Part 3 Section I in the Series
There are many views concerning the origination of Capitalism. Where it began is not very important compared with how and why its components and overall concept emerged and developed. Enclosure (the legal consolidation of small farms into larger farms which, once enclosed, restricted use to the owner) became widespread by 16th century England. This essentially transformed land from a means of subsistence into a means of profit making on commodity markets. The increased efficiency resulting from larger farms, created a surplus of peasants; these displaced former farmers became the wage workers in factories. In the late 1700’s, Adam Smith published “The Wealth of Nations”; in this thesis, he stated that humans had a natural tendency toward self-interest (selfishness) and if everyone could produce and trade as they pleased, greater prosperity would result than with government regulations (non-government intervention in commerce is commonly referred to as free trade) – It is Adam Smith that is credited for laying the foundation of modern Capitalism. In the early 1800’s, a few businessmen in Albany, New York mused about the cost of drunkenness on society. Their broader views on valuation would have substantial influence on the fine-tuning of the Capitalist economy and on American society as a whole.
“Imagining their entire town as a capitalized investment and its inhabitants as income-bearing inputs of human capital that could be plugged into output-maximizing equations of economic growth, the Albany businessmen’s novel investmentality measured progress and well-being by pricing the effect certain labor and consumption patterns had on market productivity and capital accumulation.”… “As use of these investmentality metrics spread, the maximization of monetized market production and consumption became a chief statistical objective of American social policy, concurrently transforming prices into the standard unit Americans used to value not only their goods and businesses but also their future, their communities, their environment, and even their own selves.” – The Pricing of Progress by Eli Cook.
By monetizing life, commerce acquired priority status over the welfare of citizens.
When the Civil War ended in the late 1800’s, the 14th Amendment to the Constitution was passed granting citizens equal protection under the law. Shortly after the passage of this amendment, the Supreme Court granted corporations much of the same rights. And, in 1978 the Supreme Court ruled that corporations, under the First Amendment had the right to spend money to influence state ballot initiatives. Only three decades later, in 2010, the Supreme Court would expand that right to all federal, state, and local political campaigns.
“I see in the near future a crisis approaching that unnerves me and causes me to tremble for the safety of my country. . . . corporations have been enthroned and an era of corruption in high places will follow, and the money power of the country will endeavor to prolong its reign by working upon the prejudices of the people until all wealth is aggregated in a few hands and the Republic is destroyed.” —U.S. President Abraham Lincoln, Nov. 21, 1864 (letter to Col. William F. Elkins)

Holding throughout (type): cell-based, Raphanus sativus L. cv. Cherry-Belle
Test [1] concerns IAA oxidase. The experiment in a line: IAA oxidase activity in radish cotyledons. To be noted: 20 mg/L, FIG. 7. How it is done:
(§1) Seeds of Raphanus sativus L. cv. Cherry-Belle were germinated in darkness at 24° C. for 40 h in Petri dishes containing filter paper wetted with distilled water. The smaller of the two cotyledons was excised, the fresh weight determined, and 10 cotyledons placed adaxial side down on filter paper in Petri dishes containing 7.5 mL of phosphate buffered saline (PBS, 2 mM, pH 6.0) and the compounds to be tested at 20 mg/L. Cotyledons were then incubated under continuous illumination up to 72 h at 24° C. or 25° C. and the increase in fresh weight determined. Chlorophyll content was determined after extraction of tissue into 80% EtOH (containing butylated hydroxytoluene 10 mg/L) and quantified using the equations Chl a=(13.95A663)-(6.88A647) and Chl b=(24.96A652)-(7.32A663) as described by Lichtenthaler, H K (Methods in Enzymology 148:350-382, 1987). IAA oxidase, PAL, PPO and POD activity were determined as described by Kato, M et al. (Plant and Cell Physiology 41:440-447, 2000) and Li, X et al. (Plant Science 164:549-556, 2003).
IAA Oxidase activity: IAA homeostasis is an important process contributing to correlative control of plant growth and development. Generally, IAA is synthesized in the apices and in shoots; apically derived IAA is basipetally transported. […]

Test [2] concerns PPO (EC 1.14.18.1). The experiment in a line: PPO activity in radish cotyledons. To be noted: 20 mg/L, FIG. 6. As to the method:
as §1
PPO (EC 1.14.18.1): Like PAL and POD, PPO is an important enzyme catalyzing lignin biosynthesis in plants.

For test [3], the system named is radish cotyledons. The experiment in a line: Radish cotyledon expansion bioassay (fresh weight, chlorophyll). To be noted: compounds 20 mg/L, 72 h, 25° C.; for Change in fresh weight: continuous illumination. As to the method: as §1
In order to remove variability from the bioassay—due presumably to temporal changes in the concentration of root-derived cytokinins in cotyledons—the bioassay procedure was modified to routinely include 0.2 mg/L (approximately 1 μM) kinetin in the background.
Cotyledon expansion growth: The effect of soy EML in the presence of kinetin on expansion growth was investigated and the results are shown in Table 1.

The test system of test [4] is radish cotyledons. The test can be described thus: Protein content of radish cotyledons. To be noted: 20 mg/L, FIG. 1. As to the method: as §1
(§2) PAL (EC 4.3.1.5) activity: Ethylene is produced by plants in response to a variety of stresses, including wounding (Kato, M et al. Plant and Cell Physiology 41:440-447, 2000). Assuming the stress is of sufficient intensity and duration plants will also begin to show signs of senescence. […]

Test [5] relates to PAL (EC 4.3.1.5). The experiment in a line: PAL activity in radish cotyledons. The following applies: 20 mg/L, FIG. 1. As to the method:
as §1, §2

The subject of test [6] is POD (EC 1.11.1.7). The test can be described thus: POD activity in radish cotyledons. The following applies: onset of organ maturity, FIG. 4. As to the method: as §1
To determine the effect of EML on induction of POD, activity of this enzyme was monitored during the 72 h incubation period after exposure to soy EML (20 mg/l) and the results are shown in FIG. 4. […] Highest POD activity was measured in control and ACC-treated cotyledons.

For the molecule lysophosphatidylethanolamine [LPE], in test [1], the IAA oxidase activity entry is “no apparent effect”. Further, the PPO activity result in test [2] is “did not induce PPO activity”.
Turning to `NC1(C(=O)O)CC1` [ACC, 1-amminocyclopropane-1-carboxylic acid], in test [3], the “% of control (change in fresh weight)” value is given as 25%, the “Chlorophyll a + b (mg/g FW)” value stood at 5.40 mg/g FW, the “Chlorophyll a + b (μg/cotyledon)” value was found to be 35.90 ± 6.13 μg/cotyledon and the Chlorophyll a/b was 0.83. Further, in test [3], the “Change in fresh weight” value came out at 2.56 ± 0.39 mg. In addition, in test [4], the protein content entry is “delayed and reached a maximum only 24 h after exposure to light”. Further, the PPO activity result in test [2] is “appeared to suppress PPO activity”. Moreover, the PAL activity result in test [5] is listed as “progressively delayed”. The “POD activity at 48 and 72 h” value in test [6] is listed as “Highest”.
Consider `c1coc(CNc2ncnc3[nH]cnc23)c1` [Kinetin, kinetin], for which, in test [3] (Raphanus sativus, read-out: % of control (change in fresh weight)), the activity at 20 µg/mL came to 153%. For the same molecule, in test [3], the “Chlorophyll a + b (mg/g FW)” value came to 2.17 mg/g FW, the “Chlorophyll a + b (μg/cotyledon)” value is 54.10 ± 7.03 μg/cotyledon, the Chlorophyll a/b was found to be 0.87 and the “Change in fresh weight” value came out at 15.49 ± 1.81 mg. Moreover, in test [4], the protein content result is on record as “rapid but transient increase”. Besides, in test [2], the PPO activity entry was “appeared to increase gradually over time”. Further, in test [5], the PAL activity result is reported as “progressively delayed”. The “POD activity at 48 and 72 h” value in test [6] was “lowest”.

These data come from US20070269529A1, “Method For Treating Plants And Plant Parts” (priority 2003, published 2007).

At the core of Capitalism is the right to own private property and a free market system. Socialism, though it has many different models, is often perceived as the antithesis of Capitalism. To Karl Marx and Frederick Engels, socialism is simply the transitional phase between capitalism and a “higher phase of communist society”. A “communist society” being defined as one where the government owns all means of production and land (individuals own nothing except the necessities of life) and people work for the government and the collective output is redistributed equally. The only way equal distribution would be accepted by the people would be if the majority of the people believed that all people were the same and contributed the same; otherwise, even though everyone received the same package, some would feel slighted due to their extra contribution. Because people are unique from one another, the idea of communism is rather unrealistic.
Socialism is thought of more in terms of an economic model than a governance model like communism. Some key elements of a socialist economic system include two types of property ownership – personal property, such as houses, clothing, etc. owned by the individual and public property such as factories, schools, utilities, etc. owned by the Government but with worker control – and the means of production are owned by public enterprises or cooperatives with individuals being compensated based on the principle of individual contribution. Production can be coordinated through either economic planning or markets.
To boil down all three into simple terms we can equate Capitalism with me, Communism with us, and Socialism with me and us. There is a third party that is missing from all of these systems and that is nature. A social and economic system that incorporates the needs of nature as well as people is required in order to support harmony in life. We’ll refer to this system as Ecoism – a socioeconomic system for the individual, all people, and the planet.
This concludes Section I. The next section will elaborate on the economic side of Ecoism.